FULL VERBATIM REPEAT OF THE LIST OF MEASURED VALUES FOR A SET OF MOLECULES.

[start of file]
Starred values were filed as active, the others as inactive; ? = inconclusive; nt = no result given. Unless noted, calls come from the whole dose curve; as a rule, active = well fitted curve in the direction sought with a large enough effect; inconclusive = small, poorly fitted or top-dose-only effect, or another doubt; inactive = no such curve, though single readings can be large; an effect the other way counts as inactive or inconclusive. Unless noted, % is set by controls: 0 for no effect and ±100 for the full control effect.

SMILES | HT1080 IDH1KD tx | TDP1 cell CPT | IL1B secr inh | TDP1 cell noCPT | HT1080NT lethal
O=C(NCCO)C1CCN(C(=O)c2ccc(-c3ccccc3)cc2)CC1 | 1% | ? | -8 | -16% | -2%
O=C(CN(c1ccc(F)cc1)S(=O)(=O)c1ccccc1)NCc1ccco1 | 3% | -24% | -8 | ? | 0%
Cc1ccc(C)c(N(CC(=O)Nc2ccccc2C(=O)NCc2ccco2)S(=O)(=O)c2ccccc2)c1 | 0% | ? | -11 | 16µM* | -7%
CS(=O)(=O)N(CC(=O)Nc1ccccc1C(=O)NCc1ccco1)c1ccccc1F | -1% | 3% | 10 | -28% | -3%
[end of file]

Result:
Starred values were filed as active, the others as inactive; ? = inconclusive; nt = no result given. Unless noted, calls come from the whole dose curve; as a rule, active = well fitted curve in the direction sought with a large enough effect; inconclusive = small, poorly fitted or top-dose-only effect, or another doubt; inactive = no such curve, though single readings can be large; an effect the other way counts as inactive or inconclusive. Unless noted, % is set by controls: 0 for no effect and ±100 for the full control effect.

SMILES | HT1080 IDH1KD tx | TDP1 cell CPT | IL1B secr inh | TDP1 cell noCPT | HT1080NT lethal
O=C(NCCO)C1CCN(C(=O)c2ccc(-c3ccccc3)cc2)CC1 | 1% | ? | -8 | -16% | -2%
O=C(CN(c1ccc(F)cc1)S(=O)(=O)c1ccccc1)NCc1ccco1 | 3% | -24% | -8 | ? | 0%
Cc1ccc(C)c(N(CC(=O)Nc2ccccc2C(=O)NCc2ccco2)S(=O)(=O)c2ccccc2)c1 | 0% | ? | -11 | 16µM* | -7%
CS(=O)(=O)N(CC(=O)Nc1ccccc1C(=O)NCc1ccco1)c1ccccc1F | -1% | 3% | 10 | -28% | -3%